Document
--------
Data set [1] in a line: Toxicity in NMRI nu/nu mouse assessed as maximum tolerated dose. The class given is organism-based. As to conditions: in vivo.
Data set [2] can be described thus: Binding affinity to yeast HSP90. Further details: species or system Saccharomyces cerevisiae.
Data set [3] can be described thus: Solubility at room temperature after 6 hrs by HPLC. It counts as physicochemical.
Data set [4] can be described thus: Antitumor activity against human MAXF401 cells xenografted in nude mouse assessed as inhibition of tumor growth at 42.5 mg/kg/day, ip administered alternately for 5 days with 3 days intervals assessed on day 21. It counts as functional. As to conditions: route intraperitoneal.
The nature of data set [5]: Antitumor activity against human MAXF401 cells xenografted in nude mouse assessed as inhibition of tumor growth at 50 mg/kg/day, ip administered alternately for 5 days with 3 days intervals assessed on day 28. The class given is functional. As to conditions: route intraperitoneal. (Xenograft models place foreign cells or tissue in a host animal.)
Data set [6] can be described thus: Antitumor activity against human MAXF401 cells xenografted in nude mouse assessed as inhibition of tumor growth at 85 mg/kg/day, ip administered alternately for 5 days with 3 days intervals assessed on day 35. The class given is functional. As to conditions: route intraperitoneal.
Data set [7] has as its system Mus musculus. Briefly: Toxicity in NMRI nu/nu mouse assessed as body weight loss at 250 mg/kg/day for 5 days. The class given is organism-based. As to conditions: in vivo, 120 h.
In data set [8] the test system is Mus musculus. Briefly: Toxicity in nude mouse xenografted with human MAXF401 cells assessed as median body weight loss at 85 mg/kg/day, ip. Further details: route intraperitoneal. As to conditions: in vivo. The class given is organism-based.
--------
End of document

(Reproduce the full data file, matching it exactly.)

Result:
Data set [1] in a line: Toxicity in NMRI nu/nu mouse assessed as maximum tolerated dose. The class given is organism-based. As to conditions: in vivo.
Data set [2] can be described thus: Binding affinity to yeast HSP90. Further details: species or system Saccharomyces cerevisiae.
Data set [3] can be described thus: Solubility at room temperature after 6 hrs by HPLC. It counts as physicochemical.
Data set [4] can be described thus: Antitumor activity against human MAXF401 cells xenografted in nude mouse assessed as inhibition of tumor growth at 42.5 mg/kg/day, ip administered alternately for 5 days with 3 days intervals assessed on day 21. It counts as functional. As to conditions: route intraperitoneal.
The nature of data set [5]: Antitumor activity against human MAXF401 cells xenografted in nude mouse assessed as inhibition of tumor growth at 50 mg/kg/day, ip administered alternately for 5 days with 3 days intervals assessed on day 28. The class given is functional. As to conditions: route intraperitoneal. (Xenograft models place foreign cells or tissue in a host animal.)
Data set [6] can be described thus: Antitumor activity against human MAXF401 cells xenografted in nude mouse assessed as inhibition of tumor growth at 85 mg/kg/day, ip administered alternately for 5 days with 3 days intervals assessed on day 35. The class given is functional. As to conditions: route intraperitoneal.
Data set [7] has as its system Mus musculus. Briefly: Toxicity in NMRI nu/nu mouse assessed as body weight loss at 250 mg/kg/day for 5 days. The class given is organism-based. As to conditions: in vivo, 120 h.
In data set [8] the test system is Mus musculus. Briefly: Toxicity in nude mouse xenografted with human MAXF401 cells assessed as median body weight loss at 85 mg/kg/day, ip. Further details: route intraperitoneal. As to conditions: in vivo. The class given is organism-based.